Monday Morning Cup of Coffee takes a look at news across HousingWire's weekend desk, with more coverage to come on bigger issues.

Later this week the Secretary of Housing & Urban Development, Julián Castro, will deliver remarks at the Credit Access Symposium, the first industry and consumer symposium organized to discuss ways to increase access to mortgage credit through the use of alternative credit scoring systems. The event will be at the National Association of Realtors headquarters in Washington.

The fact is, as one wag noted at the recent Mortgage Bankers Association servicing conference, credit has only loosened in press releases.

Executive editor Jacob Gaffney noted Friday, a lot of people are even taking themselves out of the game before they start, and others can’t make it to the finish line. Something has to give.

With the arrival of spring comes all things awesome – baseball, warm weather, flowers, and baseball. (I like baseball.)

Spring’s arrival also brings, according to Chris Flanagan at Bank of America/Merrill Lynch, some encouraging economic data.

“The 8% pop in new home sales in February brought activity to the highest level in seven years, and was a reminder that low mortgage rates make a difference for expansionary housing activity,” Flanagan says. “This, along with other factors such as rising purchase mortgage applications, declining initial jobless claims, and an apparent bottoming of the Citi economic surprise index in the last week, leads us to believe that most of the downside pressure for rates has been realized and the low end of our anticipated range of 1.90%-2.20% on the 10-year for February-April (and possibly longer) will not be breached for a material amount of time.

“Conversely, an affordability-adjusted view of new home sales, which shows activity is still 25% below the 1990-1991 recession low, tells us that rates will be hard pressed to move materially higher than our expected range,” he says.  

Although the range trade should be positive for agency MBS spreads, heavy securitized products issuance relative to last year, when the Fed was still a net buyer and the yield curve was about 100 basis points stepper, pressured spreads wider in March, he says in a client note.

“Just as the brutal weather has turned, we think the spread story is also about to turn, and look for a repeat of the past couple of years of seasonal spread tightening in the months ahead,” Flanagan says. “We view the Fed's renewed dovishness last week, based possibly on winter weather distortions, as a big positive.”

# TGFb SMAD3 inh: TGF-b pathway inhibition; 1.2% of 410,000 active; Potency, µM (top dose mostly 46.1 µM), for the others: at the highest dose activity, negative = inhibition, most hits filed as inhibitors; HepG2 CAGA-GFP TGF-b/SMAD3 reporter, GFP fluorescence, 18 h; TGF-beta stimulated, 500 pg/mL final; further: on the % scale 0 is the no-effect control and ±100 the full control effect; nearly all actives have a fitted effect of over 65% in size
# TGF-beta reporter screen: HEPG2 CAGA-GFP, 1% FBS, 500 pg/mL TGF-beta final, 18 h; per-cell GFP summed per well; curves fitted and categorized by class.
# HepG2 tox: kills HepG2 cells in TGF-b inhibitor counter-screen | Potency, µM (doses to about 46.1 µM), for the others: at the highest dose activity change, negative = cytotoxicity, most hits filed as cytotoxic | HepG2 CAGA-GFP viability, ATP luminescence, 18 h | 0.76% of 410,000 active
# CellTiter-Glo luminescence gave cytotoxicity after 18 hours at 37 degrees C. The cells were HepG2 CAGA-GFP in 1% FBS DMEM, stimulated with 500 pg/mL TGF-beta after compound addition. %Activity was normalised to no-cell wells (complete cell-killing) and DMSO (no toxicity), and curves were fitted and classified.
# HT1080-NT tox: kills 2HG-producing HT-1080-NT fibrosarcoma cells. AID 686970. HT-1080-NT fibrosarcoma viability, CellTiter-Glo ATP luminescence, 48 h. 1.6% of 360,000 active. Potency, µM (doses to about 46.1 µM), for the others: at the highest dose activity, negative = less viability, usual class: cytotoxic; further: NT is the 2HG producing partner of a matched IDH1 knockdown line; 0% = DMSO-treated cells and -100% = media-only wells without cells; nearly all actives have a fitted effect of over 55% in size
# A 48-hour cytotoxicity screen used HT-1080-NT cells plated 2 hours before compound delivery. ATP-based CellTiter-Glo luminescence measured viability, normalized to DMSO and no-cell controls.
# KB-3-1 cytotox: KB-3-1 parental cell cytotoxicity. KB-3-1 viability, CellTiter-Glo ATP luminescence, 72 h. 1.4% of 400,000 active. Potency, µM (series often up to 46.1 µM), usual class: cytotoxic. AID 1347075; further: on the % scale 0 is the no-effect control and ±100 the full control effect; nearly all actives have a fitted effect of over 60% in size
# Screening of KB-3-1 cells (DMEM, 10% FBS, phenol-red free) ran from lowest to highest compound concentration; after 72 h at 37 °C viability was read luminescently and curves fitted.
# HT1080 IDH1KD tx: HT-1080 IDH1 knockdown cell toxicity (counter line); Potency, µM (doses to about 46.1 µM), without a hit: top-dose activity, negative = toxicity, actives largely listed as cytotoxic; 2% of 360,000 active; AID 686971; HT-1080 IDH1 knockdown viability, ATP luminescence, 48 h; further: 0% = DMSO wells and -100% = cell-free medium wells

On Monday the industry will get the pending home sales report from the National Association of Realtors.

Pending home sales in January surged to the highest level since August 2013 after a steep drop in December. In January, all major regions except for the Midwest saw gains in activity in January thanks to improved buyer demand at the beginning of 2015.  

The Pending Home Sales Index, a forward-looking indicator based on contract signings, grew 1.7% to 104.2 in January, from an upwardly revised 102.5 in December, and is now 8.4% above January 2014 (96.1).

It was one of the few metrics that showed strong at the start of 2015.

The S&P Case-Shiller home price index will come out on Tuesday, and it will offer an additional perspective on home prices. Last month the Case-Shiller index itself was positive – the 10-City Composite gained 4.3% year-over-year, up from 4.2% in November – but comments that came with its release from David Blitzer, managing director and chairman of the Index Committee at S&P Dow Jones Indices, sent waves through the industry.

“The housing recovery is faltering. While prices and sales of existing homes are close to normal, construction and new home sales remain weak. Before the current business cycle, any time housing starts were at their current level of about one million at annual rates, the economy was in a recession” Blitzer said. “The softness in housing is despite favorable conditions elsewhere in the economy: strong job growth, a declining unemployment rate, continued low interest rates and positive consumer confidence.”

How much did Americans spend on construction in February? We’ll see on Wednesday when the Census Bureau puts out its report. In January, spending slowed.

You can probably expect a seasonal slowdown at least, but it could be worse than that. Construction spending during January 2015 was estimated at a seasonally adjusted annual rate of $971.4 billion, 1.1% below the revised December estimate of $982.0 billion. The January figure was 1.8% above the January 2014 estimate of $954.6 billion.

Finally Friday – which is Good Friday with the markets closed but the banks open, we’ll see the all-important jobs report from the Bureau of Labor Statistics. You can’t sell houses to people without jobs. Last month employers added 295,000 jobs even as a record number of people left the workforce again. We’ll see how March shapes up.

No banks were reported closed by the FDIC for the week ending March 26.